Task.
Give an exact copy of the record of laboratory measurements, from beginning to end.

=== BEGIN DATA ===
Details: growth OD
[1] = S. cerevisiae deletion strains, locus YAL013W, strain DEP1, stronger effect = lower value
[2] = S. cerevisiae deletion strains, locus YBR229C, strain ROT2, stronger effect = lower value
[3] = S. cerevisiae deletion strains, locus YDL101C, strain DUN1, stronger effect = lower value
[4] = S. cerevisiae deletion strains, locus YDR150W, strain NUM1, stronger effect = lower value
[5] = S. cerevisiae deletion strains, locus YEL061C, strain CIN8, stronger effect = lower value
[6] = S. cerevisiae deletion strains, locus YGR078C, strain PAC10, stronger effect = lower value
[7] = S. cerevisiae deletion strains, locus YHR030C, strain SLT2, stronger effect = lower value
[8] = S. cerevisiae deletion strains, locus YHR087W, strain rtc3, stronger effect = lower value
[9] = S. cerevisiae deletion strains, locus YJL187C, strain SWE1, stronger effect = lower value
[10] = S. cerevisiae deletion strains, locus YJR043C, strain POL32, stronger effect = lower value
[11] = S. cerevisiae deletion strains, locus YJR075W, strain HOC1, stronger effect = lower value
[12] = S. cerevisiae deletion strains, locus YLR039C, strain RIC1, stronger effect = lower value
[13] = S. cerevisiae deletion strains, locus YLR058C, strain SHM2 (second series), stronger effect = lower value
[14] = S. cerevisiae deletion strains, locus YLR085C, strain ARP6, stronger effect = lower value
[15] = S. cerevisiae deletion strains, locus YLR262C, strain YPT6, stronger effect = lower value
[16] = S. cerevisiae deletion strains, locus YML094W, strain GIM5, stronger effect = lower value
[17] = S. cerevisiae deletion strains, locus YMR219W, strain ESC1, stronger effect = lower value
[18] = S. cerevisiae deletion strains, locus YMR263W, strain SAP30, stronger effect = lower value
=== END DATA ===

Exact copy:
Details: growth OD
[1] = S. cerevisiae deletion strains, locus YAL013W, strain DEP1, stronger effect = lower value
[2] = S. cerevisiae deletion strains, locus YBR229C, strain ROT2, stronger effect = lower value
[3] = S. cerevisiae deletion strains, locus YDL101C, strain DUN1, stronger effect = lower value
[4] = S. cerevisiae deletion strains, locus YDR150W, strain NUM1, stronger effect = lower value
[5] = S. cerevisiae deletion strains, locus YEL061C, strain CIN8, stronger effect = lower value
[6] = S. cerevisiae deletion strains, locus YGR078C, strain PAC10, stronger effect = lower value
[7] = S. cerevisiae deletion strains, locus YHR030C, strain SLT2, stronger effect = lower value
[8] = S. cerevisiae deletion strains, locus YHR087W, strain rtc3, stronger effect = lower value
[9] = S. cerevisiae deletion strains, locus YJL187C, strain SWE1, stronger effect = lower value
[10] = S. cerevisiae deletion strains, locus YJR043C, strain POL32, stronger effect = lower value
[11] = S. cerevisiae deletion strains, locus YJR075W, strain HOC1, stronger effect = lower value
[12] = S. cerevisiae deletion strains, locus YLR039C, strain RIC1, stronger effect = lower value
[13] = S. cerevisiae deletion strains, locus YLR058C, strain SHM2 (second series), stronger effect = lower value
[14] = S. cerevisiae deletion strains, locus YLR085C, strain ARP6, stronger effect = lower value
[15] = S. cerevisiae deletion strains, locus YLR262C, strain YPT6, stronger effect = lower value
[16] = S. cerevisiae deletion strains, locus YML094W, strain GIM5, stronger effect = lower value
[17] = S. cerevisiae deletion strains, locus YMR219W, strain ESC1, stronger effect = lower value
[18] = S. cerevisiae deletion strains, locus YMR263W, strain SAP30, stronger effect = lower value